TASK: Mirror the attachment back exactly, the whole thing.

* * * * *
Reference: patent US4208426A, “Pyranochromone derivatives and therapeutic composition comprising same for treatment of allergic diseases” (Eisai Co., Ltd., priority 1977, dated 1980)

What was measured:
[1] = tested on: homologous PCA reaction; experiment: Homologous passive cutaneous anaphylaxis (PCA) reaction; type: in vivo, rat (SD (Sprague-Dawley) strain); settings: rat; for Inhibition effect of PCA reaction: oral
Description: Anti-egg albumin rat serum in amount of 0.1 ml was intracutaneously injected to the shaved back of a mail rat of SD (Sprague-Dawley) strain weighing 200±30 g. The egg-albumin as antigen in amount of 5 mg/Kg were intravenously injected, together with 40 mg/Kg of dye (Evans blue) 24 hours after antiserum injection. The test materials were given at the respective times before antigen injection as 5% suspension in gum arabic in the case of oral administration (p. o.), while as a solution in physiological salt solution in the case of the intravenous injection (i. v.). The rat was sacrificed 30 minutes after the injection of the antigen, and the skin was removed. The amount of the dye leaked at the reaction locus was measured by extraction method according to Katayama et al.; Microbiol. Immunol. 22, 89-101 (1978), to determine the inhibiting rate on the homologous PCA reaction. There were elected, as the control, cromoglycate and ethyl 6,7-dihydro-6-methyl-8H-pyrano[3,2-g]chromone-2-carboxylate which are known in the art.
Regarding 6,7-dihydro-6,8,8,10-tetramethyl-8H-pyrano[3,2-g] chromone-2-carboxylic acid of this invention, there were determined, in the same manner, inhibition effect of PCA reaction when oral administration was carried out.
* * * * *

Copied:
Reference: patent US4208426A, “Pyranochromone derivatives and therapeutic composition comprising same for treatment of allergic diseases” (Eisai Co., Ltd., priority 1977, dated 1980)

What was measured:
[1] = tested on: homologous PCA reaction; experiment: Homologous passive cutaneous anaphylaxis (PCA) reaction; type: in vivo, rat (SD (Sprague-Dawley) strain); settings: rat; for Inhibition effect of PCA reaction: oral
Description: Anti-egg albumin rat serum in amount of 0.1 ml was intracutaneously injected to the shaved back of a mail rat of SD (Sprague-Dawley) strain weighing 200±30 g. The egg-albumin as antigen in amount of 5 mg/Kg were intravenously injected, together with 40 mg/Kg of dye (Evans blue) 24 hours after antiserum injection. The test materials were given at the respective times before antigen injection as 5% suspension in gum arabic in the case of oral administration (p. o.), while as a solution in physiological salt solution in the case of the intravenous injection (i. v.). The rat was sacrificed 30 minutes after the injection of the antigen, and the skin was removed. The amount of the dye leaked at the reaction locus was measured by extraction method according to Katayama et al.; Microbiol. Immunol. 22, 89-101 (1978), to determine the inhibiting rate on the homologous PCA reaction. There were elected, as the control, cromoglycate and ethyl 6,7-dihydro-6-methyl-8H-pyrano[3,2-g]chromone-2-carboxylate which are known in the art.
Regarding 6,7-dihydro-6,8,8,10-tetramethyl-8H-pyrano[3,2-g] chromone-2-carboxylic acid of this invention, there were determined, in the same manner, inhibition effect of PCA reaction when oral administration was carried out.